Armstrong Flooring Inc. and its subsidiaries have filed for Chapter 11 bankruptcy protection and will seek to sell the iconic flooring business through the bankruptcy process.
The company’s operations in China and Australia are not included in the 160-year-old company’s filing, but are part of the sale process.
Armstrong declared debts of $100 million to $500 million.
The company faced a deadline imposed on Sunday by lenders to enter into a definitive binding purchase agreement, merger agreement or other similar agreement. Its ability to continue was dependent on completing a sale or refinancing by June 30, he previously said.
The East Lampeter Township-headquartered company had been looking for a buyer since at least December. He told investors last week that he was likely to file for bankruptcy after failing to find a buyer.
Armstrong employs about 420 people between the factory and company offices in Lancaster County, down about 80 people since December 2020. As of Monday morning, it was unclear how the bankruptcy would affect workers.
In December 2021, Armstrong Flooring retained the services of Houlihan Lokey Capital Inc. to assist in a process to sell the business as well as review other strategic alternatives.
The sale process is continuing and Armstrong Flooring hopes to complete an orderly sale of the entire business or its major assets as soon as possible, the company said in a press release.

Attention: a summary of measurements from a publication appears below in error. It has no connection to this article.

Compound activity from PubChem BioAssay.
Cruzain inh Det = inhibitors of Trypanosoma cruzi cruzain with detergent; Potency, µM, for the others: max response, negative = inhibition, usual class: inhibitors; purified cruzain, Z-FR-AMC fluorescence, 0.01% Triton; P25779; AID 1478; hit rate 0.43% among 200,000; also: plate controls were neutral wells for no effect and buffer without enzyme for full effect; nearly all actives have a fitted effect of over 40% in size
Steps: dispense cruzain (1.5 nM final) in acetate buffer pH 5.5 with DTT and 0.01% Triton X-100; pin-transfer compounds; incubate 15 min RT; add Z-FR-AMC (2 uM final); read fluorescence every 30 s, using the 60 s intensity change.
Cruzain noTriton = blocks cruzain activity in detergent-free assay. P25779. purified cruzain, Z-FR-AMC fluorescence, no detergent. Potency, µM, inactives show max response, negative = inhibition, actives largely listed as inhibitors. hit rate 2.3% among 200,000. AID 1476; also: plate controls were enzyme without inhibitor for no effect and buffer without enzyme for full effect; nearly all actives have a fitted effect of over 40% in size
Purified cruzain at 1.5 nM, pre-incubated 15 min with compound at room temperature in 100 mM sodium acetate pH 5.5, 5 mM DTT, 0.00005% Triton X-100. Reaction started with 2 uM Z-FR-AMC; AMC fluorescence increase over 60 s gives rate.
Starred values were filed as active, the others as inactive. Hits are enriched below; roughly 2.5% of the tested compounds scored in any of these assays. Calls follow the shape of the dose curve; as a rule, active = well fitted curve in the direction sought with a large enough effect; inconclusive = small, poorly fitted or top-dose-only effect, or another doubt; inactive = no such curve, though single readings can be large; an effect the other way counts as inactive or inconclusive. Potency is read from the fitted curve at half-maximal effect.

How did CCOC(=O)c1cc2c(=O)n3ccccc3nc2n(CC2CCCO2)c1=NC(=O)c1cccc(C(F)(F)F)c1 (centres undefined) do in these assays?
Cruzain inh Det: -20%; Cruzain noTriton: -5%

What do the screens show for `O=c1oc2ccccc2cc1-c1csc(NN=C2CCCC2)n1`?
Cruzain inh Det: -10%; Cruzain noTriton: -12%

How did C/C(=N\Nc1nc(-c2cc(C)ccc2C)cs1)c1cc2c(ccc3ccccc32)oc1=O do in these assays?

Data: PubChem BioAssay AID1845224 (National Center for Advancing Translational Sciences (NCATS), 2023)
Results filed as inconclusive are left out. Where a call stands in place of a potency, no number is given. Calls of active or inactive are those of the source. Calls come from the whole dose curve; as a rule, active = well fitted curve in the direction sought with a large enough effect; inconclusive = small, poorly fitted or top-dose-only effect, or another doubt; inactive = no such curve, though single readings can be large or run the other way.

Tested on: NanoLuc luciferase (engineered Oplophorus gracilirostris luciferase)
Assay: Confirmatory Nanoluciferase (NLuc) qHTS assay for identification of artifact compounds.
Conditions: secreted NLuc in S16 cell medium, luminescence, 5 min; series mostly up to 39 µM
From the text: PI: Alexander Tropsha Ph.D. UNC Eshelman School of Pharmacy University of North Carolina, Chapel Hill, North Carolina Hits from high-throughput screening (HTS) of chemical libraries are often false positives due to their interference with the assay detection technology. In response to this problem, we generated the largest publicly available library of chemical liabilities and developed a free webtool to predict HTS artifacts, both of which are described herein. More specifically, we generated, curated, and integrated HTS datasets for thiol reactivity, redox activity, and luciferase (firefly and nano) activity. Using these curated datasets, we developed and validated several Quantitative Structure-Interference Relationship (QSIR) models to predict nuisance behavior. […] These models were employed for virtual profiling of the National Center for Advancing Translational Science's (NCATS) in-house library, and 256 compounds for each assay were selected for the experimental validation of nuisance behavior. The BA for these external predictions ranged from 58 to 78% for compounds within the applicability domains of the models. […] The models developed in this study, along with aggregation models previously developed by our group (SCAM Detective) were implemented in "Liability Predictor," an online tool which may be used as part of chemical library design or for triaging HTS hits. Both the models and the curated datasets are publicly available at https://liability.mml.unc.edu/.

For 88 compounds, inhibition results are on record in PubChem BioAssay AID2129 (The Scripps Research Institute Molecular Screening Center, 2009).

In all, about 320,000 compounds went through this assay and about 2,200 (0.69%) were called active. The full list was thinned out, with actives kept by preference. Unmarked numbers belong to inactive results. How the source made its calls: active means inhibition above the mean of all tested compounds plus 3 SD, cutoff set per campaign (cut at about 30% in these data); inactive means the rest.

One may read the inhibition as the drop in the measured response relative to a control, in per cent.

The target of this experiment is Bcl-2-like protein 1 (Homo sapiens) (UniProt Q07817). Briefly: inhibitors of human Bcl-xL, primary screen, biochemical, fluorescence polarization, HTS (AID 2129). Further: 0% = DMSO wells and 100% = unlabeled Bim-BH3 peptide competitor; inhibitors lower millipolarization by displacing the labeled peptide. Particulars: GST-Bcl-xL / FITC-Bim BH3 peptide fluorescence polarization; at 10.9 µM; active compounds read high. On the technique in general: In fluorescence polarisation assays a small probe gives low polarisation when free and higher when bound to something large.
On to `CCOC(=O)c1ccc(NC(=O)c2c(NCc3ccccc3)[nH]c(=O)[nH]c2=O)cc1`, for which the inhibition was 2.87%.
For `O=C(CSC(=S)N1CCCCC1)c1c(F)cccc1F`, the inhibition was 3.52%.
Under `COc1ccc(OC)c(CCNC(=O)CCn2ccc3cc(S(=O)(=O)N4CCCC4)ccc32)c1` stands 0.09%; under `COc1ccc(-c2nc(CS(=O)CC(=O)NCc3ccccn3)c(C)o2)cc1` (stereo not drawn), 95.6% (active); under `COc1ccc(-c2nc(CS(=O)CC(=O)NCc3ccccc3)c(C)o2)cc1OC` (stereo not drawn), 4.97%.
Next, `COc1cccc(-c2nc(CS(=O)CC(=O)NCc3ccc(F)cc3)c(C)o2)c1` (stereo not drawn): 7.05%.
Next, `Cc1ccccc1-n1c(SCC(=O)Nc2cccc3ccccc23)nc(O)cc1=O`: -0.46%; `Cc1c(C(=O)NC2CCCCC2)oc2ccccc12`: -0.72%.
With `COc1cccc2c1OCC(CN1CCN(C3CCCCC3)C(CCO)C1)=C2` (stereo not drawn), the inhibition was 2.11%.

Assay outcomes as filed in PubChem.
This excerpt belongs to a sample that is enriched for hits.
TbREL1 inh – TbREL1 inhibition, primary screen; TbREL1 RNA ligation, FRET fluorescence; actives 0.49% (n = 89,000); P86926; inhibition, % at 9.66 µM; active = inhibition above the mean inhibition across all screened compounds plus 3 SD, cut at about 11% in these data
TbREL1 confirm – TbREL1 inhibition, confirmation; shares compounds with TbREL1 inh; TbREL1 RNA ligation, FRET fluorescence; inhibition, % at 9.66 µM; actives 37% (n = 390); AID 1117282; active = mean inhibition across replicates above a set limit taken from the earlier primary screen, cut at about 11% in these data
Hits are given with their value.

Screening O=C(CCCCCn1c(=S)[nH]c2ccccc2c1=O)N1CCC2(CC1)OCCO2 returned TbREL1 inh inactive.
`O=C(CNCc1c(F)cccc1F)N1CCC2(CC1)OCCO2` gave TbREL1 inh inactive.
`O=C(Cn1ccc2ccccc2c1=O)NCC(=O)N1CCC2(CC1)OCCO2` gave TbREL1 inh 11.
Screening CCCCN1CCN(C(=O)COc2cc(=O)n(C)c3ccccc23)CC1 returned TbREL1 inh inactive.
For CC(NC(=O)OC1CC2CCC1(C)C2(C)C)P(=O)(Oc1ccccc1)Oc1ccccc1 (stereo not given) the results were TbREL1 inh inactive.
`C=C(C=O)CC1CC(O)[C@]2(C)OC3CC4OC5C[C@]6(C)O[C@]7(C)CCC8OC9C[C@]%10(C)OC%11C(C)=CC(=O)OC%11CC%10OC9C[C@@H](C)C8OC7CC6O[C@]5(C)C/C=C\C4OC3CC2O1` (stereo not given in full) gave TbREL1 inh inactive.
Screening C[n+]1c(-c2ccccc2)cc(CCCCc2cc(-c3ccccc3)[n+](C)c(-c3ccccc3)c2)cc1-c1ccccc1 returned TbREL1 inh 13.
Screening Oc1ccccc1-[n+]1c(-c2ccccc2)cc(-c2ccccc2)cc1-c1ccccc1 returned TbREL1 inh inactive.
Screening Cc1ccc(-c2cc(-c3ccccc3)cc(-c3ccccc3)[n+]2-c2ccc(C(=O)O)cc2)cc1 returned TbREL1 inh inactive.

“Our company and our team members have worked diligently to strengthen our financial footing in the face of several macroeconomic trends, including supply chain challenges, the current inflationary environment and the continued headwinds of the COVID pandemic. -19,” said President and CEO Michel Vermette in La version. “With the support of our Board of Directors, we have determined that utilizing the Chapter 11 process to effect a potential sale is the right next step for our company.”
“As we have said previously, we firmly believe in the value and potential of Armstrong Flooring – and we are confident that this definitive action puts us in the best possible position to preserve and maximize value for our stakeholders. In the meantime, we are open for business and remain firmly committed to our customers, suppliers and employees as we navigate the path forward.”
To preserve its operations during the Chapter 11 process, the company entered into a credit agreement, subject to bankruptcy court approval, providing $30 million in debtor-in-possession financing.
If approved by the Delaware bankruptcy court, the financing will provide Armstrong Flooring with the cash needed to operate and cover administrative costs as it pursues a value-maximizing sale.
The company said it would seek out what was necessary to “move into Chapter 11 with the least amount of disruption to its day-to-day operations, including support for employee salary payments and certain benefit programs.”